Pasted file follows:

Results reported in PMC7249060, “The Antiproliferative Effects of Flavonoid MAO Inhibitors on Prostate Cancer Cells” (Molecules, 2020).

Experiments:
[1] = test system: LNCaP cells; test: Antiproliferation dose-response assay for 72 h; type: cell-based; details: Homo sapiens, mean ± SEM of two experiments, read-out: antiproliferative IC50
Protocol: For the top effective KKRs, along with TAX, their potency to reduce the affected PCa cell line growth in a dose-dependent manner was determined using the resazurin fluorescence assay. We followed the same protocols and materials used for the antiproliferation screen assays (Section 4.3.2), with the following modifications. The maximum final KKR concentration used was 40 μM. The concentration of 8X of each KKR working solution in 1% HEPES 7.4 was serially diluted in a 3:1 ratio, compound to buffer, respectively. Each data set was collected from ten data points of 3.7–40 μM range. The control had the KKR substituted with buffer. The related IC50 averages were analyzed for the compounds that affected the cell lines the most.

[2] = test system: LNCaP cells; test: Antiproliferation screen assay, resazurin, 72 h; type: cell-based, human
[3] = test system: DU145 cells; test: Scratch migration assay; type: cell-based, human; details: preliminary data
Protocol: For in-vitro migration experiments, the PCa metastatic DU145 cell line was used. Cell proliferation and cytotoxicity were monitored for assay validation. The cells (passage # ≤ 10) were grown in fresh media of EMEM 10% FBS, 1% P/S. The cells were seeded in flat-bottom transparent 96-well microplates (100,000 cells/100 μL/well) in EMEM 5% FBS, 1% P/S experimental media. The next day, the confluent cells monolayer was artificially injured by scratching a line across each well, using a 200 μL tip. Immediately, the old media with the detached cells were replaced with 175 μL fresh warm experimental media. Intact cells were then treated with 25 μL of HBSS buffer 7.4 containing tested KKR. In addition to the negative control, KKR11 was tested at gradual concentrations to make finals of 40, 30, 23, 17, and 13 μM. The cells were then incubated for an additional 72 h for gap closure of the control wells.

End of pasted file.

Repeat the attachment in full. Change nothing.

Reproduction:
Results reported in PMC7249060, “The Antiproliferative Effects of Flavonoid MAO Inhibitors on Prostate Cancer Cells” (Molecules, 2020).

Experiments:
[1] = test system: LNCaP cells; test: Antiproliferation dose-response assay for 72 h; type: cell-based; details: Homo sapiens, mean ± SEM of two experiments, read-out: antiproliferative IC50
Protocol: For the top effective KKRs, along with TAX, their potency to reduce the affected PCa cell line growth in a dose-dependent manner was determined using the resazurin fluorescence assay. We followed the same protocols and materials used for the antiproliferation screen assays (Section 4.3.2), with the following modifications. The maximum final KKR concentration used was 40 μM. The concentration of 8X of each KKR working solution in 1% HEPES 7.4 was serially diluted in a 3:1 ratio, compound to buffer, respectively. Each data set was collected from ten data points of 3.7–40 μM range. The control had the KKR substituted with buffer. The related IC50 averages were analyzed for the compounds that affected the cell lines the most.

[2] = test system: LNCaP cells; test: Antiproliferation screen assay, resazurin, 72 h; type: cell-based, human
[3] = test system: DU145 cells; test: Scratch migration assay; type: cell-based, human; details: preliminary data
Protocol: For in-vitro migration experiments, the PCa metastatic DU145 cell line was used. Cell proliferation and cytotoxicity were monitored for assay validation. The cells (passage # ≤ 10) were grown in fresh media of EMEM 10% FBS, 1% P/S. The cells were seeded in flat-bottom transparent 96-well microplates (100,000 cells/100 μL/well) in EMEM 5% FBS, 1% P/S experimental media. The next day, the confluent cells monolayer was artificially injured by scratching a line across each well, using a 200 μL tip. Immediately, the old media with the detached cells were replaced with 175 μL fresh warm experimental media. Intact cells were then treated with 25 μL of HBSS buffer 7.4 containing tested KKR. In addition to the negative control, KKR11 was tested at gradual concentrations to make finals of 40, 30, 23, 17, and 13 μM. The cells were then incubated for an additional 72 h for gap closure of the control wells.